(ܦܘܫܩܐ ܥܠ ܙܡܪܬܐ ܕܜܠܒܘܬܐ)
Contributing article by Dr. Arianne Ishaya
Dr. Arianne Ishaya is a cultural anthropologist and a faculty member at the De Anza College in Cupertino, California. She has published several books and many article on the history of Assyrian immigrants in northern America and other topics.
William Daniel wrote the song of ܜܠܒܘܬܐ (Talabouta) in Teheran in the year 1942-1943. This was the most productive year in the career of William Daniel as an Assyrian music composer. During this time he composed more than 20 songs some of which he published in 1944 under the title of ܙܗܪܝܪܐ ܕܐܘܡܢܘܬܐ (Rays of Artistic Inspiration).
We can call this the year of the Assyrian musical renaissance It was made all possible because a prominent Assyrian by the name of Shidrak Aivazian, made a contract with Radio Iran for a half-hour weekly program in Assyrian. He hired William Daniel to have a 15-minute music slot in the program. William Daniel composed songs on a weekly basis and these were broadcast not only throughout
Iran, but as far as Iraq.
A unique characteristic of William Daniel was that he was not only a music composer, but also a poet. That is why there is an organic unity between the lyrics and the music in all these songs. He wrote the lyrics to his music himself and that magnified the emotional and aesthetic depth in his songs. What makes William Daniel’s songs more potent is that they are based on authentic Assyrian musical rhythms and tones. Moreover, before William Daniel most Assyrian songs were composed for ring dances such as janiman, sheikhani, etc. William Daniel wrote songs for listening pleasure.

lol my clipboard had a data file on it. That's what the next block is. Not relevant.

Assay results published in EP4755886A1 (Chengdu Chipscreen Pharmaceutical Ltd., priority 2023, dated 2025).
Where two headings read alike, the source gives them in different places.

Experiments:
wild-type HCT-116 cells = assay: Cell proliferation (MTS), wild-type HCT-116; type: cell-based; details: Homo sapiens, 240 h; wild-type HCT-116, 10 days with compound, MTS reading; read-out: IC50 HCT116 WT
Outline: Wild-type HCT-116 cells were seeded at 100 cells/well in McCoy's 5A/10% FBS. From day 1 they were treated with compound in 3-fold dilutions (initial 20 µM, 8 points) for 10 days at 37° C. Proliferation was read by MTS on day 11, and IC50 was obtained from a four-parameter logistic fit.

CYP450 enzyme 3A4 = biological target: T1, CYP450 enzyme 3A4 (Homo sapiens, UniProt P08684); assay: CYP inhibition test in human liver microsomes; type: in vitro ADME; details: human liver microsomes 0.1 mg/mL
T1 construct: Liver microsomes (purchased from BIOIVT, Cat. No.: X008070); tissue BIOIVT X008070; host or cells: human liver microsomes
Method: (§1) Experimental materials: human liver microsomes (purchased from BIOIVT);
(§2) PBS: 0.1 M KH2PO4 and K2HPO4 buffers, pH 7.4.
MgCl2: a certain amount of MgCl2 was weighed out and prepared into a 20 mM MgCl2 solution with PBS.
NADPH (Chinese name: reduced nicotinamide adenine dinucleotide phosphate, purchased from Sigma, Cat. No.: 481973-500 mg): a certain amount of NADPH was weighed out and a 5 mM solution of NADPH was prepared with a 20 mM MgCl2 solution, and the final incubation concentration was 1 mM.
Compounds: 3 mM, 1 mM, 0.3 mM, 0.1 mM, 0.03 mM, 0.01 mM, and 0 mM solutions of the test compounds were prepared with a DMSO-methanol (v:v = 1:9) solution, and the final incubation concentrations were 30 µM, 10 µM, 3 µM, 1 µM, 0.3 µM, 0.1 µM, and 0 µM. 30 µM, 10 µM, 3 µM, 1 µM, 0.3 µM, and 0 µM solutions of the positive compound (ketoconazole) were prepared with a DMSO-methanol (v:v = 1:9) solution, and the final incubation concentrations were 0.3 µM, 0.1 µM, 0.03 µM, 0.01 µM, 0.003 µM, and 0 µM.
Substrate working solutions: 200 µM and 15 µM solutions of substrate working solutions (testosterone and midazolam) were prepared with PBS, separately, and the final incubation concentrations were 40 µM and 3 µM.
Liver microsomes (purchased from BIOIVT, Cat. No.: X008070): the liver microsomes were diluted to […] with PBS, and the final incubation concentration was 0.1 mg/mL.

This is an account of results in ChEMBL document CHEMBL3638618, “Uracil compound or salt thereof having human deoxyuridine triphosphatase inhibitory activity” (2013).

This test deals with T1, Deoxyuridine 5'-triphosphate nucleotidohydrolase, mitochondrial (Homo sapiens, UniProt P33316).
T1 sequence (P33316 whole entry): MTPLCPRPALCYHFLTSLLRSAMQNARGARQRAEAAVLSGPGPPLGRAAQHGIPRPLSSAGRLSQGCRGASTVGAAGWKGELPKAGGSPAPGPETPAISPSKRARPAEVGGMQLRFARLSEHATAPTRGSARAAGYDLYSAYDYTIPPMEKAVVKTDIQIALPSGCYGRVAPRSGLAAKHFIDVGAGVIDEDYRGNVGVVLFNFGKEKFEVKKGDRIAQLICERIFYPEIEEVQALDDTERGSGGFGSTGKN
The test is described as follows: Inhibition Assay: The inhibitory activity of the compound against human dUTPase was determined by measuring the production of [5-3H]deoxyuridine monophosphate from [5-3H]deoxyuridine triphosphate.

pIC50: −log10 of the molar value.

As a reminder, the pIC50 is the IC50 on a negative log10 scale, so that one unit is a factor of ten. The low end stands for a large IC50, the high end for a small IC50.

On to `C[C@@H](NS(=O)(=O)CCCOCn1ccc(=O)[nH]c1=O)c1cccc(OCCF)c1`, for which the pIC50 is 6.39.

The song of “Talabouta” is no exception; but it has the added feature of being folkloric. It tells a story depicting a time period in the Assyrian history when the traditional social customs were changing under the impact of Western influences at the turn of the twentieth century.
Under the old customs marriage was an alliance between two families rather than the marriage partners. Therefore to ask for the hand of a young woman, the bridegroom was accompanied by his parents, other elders of the family, as well as a few prominent people in the community to demonstrate that the family was well-established and of good reputation. The wedding expenses were paid by the father of the groom and even the guest list was composed by the parents rather than the bride and groom.
Moreover, marriage was not an affair of the heart; rather it was based on a commitment to maintain the honor of the family by being responsible and raising good children. That meant that the husband had to be a good provider, and the wife had to be a good homemaker, making the welfare of her husband’s larger family a priority.
But in the song we find a daring lad with no money, presenting himself alone to ask for the hand of a young maiden on the sole basis that he loves her! The dialogue that ensues between him and the girl’s parents is most entertaining and reveals other protocols in the Assyrian marriage customs that the young man cannot fulfill. These include buying expensive gifts such as “a watch made in
jewelry, silks and other expensive attire for the whole family.
Eventually it all ends well when it is revealed that the young lad has a rich uncle from whom he will inherit a good fortune. A hilarious dialogue follows where the father of the bride advises the lad to mix love with chastisement in order to keep his wife submissive and well-behaved.
A fact that is rarely noted is that William Daniel was among the pioneers who brought western classical music to the Iranian public. In that sense he was a cultural broker. In these concerts the program was strictly based on pieces by Beethoven, Schubert, Rimsky-Korsakov, Strauss, Boccherini, Haydn, and other famous European composers.